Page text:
Limited dispersal may favor the evolution of helping behaviors between relatives as it increases their relatedness, and it may inhibit such evolution as it increases local competition between these relatives. Here, we explore one way out of this dilemma: if the helping behavior allows groups to expand in size, then the kin-competition pressure opposing its evolution can be greatly reduced. We explore the effects of two kinds of stochasticity allowing for such deme expansion. First, we study the evolution of helping under environmental stochasticity that may induce complete patch extinction. Helping evolves if it results in a decrease in the probability of extinction or if it enhances the rate of patch recolonization through propagules formed by fission of nonextinct groups. This mode of dispersal is indeed commonly found in social species. Second, we consider the evolution of helping in the presence of demographic stochasticity. When fecundity is below its value maximizing deme size (undersaturation), helping evolves, but under stringent conditions unless positive density dependence (Allee effect) interferes with demographic stochasticity. When fecundity is above its value maximizing deme size (oversaturation), helping may also evolve, but only if it reduces negative density-dependent competition.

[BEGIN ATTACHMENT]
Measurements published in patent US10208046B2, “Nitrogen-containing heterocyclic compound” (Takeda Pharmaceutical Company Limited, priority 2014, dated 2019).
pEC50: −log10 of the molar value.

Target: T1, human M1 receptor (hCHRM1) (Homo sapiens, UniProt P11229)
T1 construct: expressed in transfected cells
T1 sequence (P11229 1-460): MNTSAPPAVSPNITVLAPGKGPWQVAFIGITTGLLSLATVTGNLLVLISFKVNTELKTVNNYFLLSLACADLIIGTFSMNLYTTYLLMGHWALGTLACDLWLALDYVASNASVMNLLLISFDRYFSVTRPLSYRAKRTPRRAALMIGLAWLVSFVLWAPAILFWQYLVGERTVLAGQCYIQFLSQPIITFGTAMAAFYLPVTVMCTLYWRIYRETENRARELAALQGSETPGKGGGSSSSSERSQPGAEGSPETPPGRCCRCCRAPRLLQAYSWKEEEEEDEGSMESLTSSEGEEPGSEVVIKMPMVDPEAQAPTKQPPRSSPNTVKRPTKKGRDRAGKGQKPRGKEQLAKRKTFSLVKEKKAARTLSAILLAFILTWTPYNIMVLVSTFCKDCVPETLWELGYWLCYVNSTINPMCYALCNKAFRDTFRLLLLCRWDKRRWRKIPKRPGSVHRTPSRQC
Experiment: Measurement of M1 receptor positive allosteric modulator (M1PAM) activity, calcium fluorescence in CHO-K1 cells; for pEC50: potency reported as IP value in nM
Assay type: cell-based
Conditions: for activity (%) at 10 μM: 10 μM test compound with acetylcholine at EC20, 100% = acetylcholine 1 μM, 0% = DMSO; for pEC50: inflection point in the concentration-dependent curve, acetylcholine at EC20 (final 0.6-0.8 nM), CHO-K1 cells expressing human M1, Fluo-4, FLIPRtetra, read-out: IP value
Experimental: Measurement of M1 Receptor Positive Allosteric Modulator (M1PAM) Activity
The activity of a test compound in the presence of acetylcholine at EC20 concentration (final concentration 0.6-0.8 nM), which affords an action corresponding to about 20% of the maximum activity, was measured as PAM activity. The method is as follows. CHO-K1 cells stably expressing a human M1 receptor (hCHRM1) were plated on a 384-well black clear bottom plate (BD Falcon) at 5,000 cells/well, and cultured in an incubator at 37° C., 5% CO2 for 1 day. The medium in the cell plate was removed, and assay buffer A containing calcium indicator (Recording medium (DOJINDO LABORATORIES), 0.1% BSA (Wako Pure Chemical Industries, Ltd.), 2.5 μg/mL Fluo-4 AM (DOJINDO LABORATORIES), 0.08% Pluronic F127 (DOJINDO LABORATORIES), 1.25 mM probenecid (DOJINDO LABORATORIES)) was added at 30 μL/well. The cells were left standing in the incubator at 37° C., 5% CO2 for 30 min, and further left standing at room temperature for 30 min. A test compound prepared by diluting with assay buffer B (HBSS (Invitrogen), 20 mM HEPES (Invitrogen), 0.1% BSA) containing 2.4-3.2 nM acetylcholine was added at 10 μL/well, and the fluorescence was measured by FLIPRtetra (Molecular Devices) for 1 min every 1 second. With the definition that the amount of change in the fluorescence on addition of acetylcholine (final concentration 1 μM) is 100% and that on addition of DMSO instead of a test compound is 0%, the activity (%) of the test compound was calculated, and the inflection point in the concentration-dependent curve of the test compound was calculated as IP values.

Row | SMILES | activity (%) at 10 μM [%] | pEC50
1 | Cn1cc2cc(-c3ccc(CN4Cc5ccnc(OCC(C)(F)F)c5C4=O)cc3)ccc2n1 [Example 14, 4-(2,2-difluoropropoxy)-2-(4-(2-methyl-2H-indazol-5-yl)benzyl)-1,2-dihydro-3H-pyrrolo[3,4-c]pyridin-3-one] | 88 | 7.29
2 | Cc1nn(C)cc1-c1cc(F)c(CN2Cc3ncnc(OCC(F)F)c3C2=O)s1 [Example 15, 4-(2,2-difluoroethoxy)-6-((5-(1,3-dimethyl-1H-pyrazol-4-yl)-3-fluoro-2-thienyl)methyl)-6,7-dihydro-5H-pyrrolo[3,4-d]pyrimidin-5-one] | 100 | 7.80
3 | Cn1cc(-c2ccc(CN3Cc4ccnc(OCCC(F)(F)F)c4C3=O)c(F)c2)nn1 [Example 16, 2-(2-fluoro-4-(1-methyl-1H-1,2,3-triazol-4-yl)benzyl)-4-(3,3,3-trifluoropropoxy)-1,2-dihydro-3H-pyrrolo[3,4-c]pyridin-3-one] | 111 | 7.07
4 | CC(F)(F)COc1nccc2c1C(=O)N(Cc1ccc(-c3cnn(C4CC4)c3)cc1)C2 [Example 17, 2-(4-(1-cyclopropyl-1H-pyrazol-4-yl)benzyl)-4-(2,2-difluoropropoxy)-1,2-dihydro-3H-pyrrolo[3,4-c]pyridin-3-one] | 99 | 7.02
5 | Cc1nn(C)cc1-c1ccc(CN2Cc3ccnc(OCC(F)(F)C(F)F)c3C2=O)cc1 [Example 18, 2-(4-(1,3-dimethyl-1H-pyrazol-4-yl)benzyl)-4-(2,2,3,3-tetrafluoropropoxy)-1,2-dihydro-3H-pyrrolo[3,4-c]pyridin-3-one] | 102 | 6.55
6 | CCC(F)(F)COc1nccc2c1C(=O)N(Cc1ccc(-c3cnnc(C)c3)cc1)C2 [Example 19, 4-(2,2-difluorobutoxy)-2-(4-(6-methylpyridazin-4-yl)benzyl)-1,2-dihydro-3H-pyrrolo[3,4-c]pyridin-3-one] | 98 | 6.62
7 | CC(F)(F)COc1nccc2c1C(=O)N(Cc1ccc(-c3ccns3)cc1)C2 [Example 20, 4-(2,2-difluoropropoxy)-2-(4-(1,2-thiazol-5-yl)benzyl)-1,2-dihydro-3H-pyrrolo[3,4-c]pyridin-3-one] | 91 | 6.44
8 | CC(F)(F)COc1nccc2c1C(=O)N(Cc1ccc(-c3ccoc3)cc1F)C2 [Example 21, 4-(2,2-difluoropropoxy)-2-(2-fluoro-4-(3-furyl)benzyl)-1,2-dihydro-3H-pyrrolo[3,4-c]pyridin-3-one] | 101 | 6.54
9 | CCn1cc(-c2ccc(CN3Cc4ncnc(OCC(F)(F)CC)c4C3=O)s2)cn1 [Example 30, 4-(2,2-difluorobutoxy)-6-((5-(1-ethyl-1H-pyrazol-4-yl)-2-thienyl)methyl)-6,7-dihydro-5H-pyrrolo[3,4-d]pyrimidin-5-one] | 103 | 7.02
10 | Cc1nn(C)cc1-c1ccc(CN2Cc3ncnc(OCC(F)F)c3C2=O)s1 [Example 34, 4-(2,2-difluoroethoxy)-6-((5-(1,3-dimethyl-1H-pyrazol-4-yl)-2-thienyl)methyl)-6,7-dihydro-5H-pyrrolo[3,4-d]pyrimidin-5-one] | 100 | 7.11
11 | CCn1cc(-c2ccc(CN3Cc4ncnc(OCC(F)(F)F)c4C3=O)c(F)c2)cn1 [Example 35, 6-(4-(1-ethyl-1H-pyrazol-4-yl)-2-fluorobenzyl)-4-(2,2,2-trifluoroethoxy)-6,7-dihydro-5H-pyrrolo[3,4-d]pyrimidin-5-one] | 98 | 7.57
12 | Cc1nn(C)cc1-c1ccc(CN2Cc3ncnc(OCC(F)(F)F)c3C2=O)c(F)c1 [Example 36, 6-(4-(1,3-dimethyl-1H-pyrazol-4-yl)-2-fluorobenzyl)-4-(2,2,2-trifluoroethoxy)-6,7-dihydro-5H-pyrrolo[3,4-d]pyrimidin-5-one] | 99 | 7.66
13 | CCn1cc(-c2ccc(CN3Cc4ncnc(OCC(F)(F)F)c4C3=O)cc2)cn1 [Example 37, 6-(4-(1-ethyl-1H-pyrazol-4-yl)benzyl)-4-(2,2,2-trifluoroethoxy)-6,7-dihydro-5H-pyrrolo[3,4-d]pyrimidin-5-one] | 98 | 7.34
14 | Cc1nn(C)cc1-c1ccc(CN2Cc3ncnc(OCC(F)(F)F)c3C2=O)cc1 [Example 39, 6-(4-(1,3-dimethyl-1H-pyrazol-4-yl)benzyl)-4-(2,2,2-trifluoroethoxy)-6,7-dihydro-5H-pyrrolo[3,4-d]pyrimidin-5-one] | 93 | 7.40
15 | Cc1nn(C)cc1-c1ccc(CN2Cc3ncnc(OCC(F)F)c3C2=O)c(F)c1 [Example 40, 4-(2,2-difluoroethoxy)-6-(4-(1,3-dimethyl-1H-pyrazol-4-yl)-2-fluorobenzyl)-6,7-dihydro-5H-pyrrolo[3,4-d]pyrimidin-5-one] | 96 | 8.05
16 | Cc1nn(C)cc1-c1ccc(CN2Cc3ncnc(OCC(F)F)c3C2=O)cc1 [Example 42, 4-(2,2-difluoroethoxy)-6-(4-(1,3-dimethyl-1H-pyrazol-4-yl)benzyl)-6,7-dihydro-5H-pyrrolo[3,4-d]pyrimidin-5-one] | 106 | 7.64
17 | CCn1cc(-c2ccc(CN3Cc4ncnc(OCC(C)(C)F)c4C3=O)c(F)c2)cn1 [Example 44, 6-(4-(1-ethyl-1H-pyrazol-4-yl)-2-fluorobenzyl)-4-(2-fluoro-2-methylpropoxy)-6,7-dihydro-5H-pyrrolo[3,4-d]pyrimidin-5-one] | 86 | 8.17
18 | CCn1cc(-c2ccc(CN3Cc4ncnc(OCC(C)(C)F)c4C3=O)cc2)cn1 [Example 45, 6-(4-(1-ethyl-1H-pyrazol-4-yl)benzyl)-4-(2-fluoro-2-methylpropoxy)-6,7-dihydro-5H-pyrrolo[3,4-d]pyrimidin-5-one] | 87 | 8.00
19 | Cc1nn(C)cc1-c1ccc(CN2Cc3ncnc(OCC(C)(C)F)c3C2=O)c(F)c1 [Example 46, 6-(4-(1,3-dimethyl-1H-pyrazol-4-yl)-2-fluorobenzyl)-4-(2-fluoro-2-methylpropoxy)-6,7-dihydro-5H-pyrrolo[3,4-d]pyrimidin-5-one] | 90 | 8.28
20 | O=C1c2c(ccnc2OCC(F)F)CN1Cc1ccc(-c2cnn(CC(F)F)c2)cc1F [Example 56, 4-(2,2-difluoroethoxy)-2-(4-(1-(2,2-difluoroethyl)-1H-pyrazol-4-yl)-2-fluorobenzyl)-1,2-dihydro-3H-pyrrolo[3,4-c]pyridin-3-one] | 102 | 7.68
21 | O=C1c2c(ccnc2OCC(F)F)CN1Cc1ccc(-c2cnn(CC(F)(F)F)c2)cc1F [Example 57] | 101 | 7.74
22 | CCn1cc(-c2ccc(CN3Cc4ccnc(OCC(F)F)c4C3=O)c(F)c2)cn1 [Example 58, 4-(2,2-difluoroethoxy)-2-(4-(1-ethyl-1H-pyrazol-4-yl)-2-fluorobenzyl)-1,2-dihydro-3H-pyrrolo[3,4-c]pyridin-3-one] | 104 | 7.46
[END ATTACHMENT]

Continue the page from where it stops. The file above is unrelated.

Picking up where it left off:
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Vol. 60 • No. 6